Last Updated: May 2nd, 2022 at 4:16 pm
Read Time: 6 Minutes
When it comes to car accidents, the question of fault is not always cut and dried. But if you’ve been injured in an accident, the question of fault can determine what percentage of your bills will be paid out by the insurance companies. Even a moderate injury can lead to tens of thousands of dollars in medical bills, lost wages, property damage, and pain and suffering, so the determination of fault can have serious consequences.
What Is a Sideswipe Accident?
Police officers and insurance companies categorize car accidents based on the angle of contact. A sideswipe accident is any accident where the side or corner of one vehicle impacts the side of another. Other types of vehicle accidents include rear-end collisions, head-on collisions, t-bone or intersection accidents, cars vs. fixed objects, rollovers, etc. In most cases, sideswipe accidents result from improper lane changes, but it’s not always easy to determine fault or liability when it comes to sideswipe accidents.
How Do Sideswipe Collisions Occur?
There are many different ways that a sideswipe impact can occur. Here are some of the most common ones:
Failing to Check Blind Spot
Most drivers learn about the blind spots in cars when they’re studying for their first driving test. Unfortunately, many drivers forget those early lessons. Most cars have a blindspot to the rear-right and rear-left of the driver. These are areas that the rearview and side-view mirrors don’t cover. In order to be safe, the driver must glance over their shoulder to see if they are clear to make a lane change. Some recent cars have sensors that will warn the driver if they begin to move into an obstructed lane, but most don’t. Failing to check a blind spot can lead to a sideswipe collision.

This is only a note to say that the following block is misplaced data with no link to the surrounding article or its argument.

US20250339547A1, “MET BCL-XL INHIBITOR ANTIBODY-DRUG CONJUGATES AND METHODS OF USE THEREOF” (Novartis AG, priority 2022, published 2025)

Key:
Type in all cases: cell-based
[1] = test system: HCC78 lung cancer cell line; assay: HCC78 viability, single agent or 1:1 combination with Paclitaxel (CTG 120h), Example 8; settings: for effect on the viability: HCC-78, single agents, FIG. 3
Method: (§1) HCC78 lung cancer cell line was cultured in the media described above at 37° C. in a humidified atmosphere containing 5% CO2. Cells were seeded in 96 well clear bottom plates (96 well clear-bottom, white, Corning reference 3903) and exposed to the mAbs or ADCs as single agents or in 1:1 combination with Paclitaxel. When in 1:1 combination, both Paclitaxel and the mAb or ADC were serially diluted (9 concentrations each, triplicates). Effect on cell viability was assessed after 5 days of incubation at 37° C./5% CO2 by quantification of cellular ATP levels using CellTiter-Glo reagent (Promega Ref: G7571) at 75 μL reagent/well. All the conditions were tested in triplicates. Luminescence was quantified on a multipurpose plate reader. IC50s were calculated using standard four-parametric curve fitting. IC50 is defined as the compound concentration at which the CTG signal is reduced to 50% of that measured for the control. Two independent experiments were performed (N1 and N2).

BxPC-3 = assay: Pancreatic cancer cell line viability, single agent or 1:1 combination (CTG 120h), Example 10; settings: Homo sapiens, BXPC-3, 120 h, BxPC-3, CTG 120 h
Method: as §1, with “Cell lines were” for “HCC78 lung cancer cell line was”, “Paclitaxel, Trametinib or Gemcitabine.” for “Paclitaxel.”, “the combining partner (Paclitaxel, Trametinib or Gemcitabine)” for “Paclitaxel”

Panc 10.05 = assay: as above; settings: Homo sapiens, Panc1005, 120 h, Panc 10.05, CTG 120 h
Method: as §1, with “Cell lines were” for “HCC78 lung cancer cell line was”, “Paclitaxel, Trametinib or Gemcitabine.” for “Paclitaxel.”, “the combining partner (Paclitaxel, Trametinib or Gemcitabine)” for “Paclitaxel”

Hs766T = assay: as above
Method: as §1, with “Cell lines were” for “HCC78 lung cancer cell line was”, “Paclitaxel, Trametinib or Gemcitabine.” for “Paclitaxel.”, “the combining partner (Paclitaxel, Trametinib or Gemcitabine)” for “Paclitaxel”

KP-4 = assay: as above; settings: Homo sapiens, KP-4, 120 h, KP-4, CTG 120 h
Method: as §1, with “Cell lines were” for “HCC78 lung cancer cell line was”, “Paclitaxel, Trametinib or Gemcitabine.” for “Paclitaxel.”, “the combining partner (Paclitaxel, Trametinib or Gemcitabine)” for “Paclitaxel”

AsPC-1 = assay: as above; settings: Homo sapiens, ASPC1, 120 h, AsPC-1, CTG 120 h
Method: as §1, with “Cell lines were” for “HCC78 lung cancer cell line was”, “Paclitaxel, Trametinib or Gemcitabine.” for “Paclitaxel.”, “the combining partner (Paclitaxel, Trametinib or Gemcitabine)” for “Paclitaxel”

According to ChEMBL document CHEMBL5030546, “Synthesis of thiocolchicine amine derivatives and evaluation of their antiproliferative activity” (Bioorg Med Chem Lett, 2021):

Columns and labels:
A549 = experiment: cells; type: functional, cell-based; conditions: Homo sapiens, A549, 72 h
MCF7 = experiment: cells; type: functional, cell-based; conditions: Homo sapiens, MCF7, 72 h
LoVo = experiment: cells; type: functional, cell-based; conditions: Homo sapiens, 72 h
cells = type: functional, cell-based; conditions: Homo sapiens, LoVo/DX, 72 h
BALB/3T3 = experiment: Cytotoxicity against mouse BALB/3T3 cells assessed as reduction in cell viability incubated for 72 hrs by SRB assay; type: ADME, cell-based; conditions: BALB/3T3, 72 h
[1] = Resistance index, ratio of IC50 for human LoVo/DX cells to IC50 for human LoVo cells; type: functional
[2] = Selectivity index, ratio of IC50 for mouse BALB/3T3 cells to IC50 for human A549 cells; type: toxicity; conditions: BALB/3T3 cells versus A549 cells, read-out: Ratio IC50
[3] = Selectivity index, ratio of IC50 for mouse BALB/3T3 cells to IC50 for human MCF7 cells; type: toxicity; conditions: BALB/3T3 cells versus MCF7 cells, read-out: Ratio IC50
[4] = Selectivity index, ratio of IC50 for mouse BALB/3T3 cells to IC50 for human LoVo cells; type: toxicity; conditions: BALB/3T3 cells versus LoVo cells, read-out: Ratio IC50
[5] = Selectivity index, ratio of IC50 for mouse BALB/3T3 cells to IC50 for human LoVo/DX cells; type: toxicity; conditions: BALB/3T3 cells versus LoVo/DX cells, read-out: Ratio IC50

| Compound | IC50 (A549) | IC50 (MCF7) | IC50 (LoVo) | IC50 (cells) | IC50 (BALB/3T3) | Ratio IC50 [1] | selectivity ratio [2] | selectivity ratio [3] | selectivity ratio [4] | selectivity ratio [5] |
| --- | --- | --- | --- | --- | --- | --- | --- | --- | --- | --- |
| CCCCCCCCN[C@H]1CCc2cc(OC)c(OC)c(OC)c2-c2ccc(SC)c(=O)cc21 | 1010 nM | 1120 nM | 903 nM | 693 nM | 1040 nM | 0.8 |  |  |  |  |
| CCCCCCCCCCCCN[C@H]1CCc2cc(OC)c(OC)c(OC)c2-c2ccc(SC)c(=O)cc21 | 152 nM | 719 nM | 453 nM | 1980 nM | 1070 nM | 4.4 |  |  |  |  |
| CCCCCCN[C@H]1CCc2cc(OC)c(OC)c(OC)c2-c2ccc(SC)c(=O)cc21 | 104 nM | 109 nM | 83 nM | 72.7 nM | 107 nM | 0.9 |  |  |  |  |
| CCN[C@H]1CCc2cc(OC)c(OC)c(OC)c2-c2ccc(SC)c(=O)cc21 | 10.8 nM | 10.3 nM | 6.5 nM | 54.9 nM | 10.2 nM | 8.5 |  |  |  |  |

In the state of Florida, when two lanes merge into one, the driver who is merging into the lane must yield the right of way. Frequently, the merging driver mistimes their move and sideswipes a car that’s already in the lane of travel.
When drivers aren’t paying attention to the roadway, they tend to drift into the next lane. If there is another vehicle already there, it results in a sideswipe collision.
To avoid another collision, a driver may take evasive action and cut into the next lane. If there is a car there, it can result in an angle collision.
Not all collisions are accidents, and sideswipe collisions are common in road-rage incidents. If a driver uses their car to intentionally strike another vehicle, they may be liable for the crash and face criminal charges.
Who Is at Fault When Changing Lanes?
Florida State Statute 316.085(2) states that before a driver can change “from a direct course,” they must ensure that they are not being approached or overtaken, that there is no vehicle alongside them, and that they can make the change in absolute safety. While it might seem clear that one vehicle is always at fault, there are cases when two vehicles try to change into each other’s lane at the same time. There are also times when neither driver involved in a side impact will admit to changing lanes.
In order to assign fault, the investigating officer often has to try to determine the exact point of impact on the roadway. This is often difficult since the drivers may move their cars after the accident, and the debris can be scattered by the impact or by other cars.
Who Is at Fault When Merging?
A lane merger can occur when entering a highway from a ramp, entering an exit ramp, or when two lanes are converging anywhere. For all intents and purposes, merging is similar to switching from one lane to another. The car entering the remaining lane must yield the right of way. This can be a little confusing, particularly in situations where it’s not clear whether one of the lanes is ending.
How Comparative Negligence Works in Florida